A potentially more troubling report published in the Journal of Clinical & Diagnostic Research adds to the growing concern of the addictive properties of cell phone usage. Researchers found that among kids in their early teens, over 31% showed signs of “mobile phone dependence,” including anxiety, withdrawal symptoms, and depression.
The one thing these studies have in common is the discovery that parental involvement and guidelines can keep cell phone use from becoming a problem. In fact, with the proper guidance, using cell phones can help our kids learn to be responsible and trustworthy. So how much is too much? When should kids have cell phones?
This seems to be a largely individual decision based on your family circumstances and your child’s maturity. The Journal of the American Medical Association (JAMA Pediatrics) reports that “there are no evidence-based age recommendations for when a child should get a phone.” At any age, though, kids do need limits. Here are some suggestions from TeenSafe and Safekids.com for putting time limits on cell phone use.
No cell phones during dinner.
Phone needs to be off between 8:00 p.m. and 7:00 a.m.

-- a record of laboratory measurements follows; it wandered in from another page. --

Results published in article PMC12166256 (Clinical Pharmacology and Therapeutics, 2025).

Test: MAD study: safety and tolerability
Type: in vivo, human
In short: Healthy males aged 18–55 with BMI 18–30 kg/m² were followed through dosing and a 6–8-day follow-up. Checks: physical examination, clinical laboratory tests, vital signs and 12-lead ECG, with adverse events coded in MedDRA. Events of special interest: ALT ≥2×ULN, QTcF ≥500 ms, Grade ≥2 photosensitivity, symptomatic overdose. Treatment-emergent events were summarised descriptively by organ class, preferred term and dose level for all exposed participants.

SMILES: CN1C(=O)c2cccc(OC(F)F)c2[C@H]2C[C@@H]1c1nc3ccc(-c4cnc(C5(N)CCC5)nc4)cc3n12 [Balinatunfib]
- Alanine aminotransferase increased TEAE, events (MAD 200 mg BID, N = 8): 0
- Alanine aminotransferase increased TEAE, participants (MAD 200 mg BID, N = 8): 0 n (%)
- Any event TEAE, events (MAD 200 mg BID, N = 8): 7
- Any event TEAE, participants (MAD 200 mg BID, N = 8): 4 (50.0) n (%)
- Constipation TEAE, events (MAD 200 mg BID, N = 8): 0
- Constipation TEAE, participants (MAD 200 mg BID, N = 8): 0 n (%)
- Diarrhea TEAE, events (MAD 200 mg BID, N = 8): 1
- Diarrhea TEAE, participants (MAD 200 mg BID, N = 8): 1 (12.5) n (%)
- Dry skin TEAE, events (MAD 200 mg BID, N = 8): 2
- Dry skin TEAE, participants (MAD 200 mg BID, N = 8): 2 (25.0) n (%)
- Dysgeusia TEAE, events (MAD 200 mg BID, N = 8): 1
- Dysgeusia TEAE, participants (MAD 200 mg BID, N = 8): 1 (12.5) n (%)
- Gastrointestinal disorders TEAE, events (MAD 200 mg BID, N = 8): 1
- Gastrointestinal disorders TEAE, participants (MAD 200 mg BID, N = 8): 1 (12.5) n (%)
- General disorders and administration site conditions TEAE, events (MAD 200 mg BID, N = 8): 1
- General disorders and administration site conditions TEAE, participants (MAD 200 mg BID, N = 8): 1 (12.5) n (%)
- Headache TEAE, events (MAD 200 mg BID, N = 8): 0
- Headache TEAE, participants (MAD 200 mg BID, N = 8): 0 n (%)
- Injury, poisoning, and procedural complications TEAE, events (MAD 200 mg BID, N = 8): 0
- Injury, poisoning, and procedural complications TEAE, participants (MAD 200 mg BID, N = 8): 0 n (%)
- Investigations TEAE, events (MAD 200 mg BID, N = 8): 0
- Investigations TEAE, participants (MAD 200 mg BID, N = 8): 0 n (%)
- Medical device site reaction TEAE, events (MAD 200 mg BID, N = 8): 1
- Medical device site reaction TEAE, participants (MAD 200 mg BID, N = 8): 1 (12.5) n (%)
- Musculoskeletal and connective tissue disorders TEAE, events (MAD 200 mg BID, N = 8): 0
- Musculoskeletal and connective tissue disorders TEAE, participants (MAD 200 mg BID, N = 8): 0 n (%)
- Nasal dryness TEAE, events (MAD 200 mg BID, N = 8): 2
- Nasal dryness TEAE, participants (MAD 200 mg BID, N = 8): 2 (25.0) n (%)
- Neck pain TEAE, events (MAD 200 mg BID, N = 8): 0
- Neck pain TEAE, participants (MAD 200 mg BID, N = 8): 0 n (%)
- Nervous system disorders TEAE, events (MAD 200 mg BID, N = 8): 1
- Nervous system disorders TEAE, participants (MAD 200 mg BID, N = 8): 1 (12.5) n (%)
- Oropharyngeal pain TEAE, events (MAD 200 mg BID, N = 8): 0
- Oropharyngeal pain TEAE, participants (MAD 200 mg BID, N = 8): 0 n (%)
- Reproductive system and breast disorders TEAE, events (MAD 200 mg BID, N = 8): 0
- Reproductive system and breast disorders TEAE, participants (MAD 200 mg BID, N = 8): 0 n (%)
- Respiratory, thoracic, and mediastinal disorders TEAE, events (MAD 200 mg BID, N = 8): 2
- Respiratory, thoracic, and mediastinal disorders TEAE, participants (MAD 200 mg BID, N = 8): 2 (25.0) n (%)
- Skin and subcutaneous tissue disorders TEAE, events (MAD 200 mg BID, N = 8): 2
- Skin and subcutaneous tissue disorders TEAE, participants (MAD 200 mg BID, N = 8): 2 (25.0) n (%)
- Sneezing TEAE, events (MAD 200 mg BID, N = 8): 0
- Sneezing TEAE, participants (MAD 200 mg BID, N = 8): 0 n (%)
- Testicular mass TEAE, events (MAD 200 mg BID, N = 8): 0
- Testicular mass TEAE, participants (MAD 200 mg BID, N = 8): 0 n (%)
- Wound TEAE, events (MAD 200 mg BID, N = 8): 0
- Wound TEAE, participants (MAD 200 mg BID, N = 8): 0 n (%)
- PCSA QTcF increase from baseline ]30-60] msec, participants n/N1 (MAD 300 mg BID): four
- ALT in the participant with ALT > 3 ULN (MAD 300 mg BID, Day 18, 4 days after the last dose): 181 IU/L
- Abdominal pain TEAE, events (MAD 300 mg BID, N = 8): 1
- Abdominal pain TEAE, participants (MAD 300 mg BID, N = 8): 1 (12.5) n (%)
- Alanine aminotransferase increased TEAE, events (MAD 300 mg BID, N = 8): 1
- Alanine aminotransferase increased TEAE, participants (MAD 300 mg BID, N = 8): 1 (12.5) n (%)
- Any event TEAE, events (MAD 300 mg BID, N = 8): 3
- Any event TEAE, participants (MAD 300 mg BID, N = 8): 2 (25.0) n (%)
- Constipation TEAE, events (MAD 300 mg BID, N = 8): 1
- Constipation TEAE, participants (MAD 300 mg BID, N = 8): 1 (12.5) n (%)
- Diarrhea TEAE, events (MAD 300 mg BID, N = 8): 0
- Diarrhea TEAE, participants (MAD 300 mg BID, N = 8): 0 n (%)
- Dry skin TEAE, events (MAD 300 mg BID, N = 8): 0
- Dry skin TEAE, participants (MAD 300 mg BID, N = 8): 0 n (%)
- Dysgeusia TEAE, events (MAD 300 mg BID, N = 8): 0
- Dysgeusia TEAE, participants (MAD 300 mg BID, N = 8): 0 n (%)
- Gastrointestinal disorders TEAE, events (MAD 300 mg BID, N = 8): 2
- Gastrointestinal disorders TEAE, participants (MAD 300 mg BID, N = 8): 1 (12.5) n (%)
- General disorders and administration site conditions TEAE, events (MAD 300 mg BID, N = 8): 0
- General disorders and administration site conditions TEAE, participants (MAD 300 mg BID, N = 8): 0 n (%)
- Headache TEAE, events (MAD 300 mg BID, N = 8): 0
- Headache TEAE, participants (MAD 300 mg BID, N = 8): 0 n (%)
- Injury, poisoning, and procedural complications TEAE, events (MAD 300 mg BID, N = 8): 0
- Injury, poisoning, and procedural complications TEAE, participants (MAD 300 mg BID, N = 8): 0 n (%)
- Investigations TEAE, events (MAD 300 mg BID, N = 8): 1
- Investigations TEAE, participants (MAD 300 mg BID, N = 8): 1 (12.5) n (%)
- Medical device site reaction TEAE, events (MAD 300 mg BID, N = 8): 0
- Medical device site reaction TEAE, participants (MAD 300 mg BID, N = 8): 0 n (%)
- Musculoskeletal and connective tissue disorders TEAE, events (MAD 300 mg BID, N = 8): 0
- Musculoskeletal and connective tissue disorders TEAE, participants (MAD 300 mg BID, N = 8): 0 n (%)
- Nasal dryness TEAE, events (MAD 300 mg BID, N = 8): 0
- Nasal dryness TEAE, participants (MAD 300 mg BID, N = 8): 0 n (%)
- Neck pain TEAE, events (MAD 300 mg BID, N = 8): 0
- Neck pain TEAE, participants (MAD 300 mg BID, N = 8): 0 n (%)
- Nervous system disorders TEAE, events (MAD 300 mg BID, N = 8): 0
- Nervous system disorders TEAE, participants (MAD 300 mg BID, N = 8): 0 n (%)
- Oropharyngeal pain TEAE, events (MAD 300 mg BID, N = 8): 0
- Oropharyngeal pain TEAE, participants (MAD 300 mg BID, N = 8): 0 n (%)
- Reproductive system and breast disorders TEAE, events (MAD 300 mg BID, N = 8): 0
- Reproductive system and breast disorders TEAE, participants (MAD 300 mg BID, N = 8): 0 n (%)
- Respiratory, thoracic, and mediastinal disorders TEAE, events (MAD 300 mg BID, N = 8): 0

Never, ever text and drive (or bike, skateboard, or rollerblade).
Follow school rules with phones (some schools have a no-phone policy; others allow kids to have and use phones in class).
Answer when parents call (unless you are driving. And parents - DO NOT call your kids if you know they are behind the wheel.)
Always ask before downloading apps.
No conversations with people you don’t know in real life.
No sending pictures that you wouldn’t want grandma to see.
Parents have the right to monitor text messages, direct messages, and phone calls.
Use good phone manners (don’t talk loudly, don’t use your phone in movie theaters, don’t text and walk).
Like any tool, the good and bad is all about how you (or your kids) use it.
One great way to use your cell phone is to access information about your insurance policies with Pekin Insurance. Our mobile app is available for Android and iPhone and puts your insurance information into the palm of your hand, whenever and wherever you need it.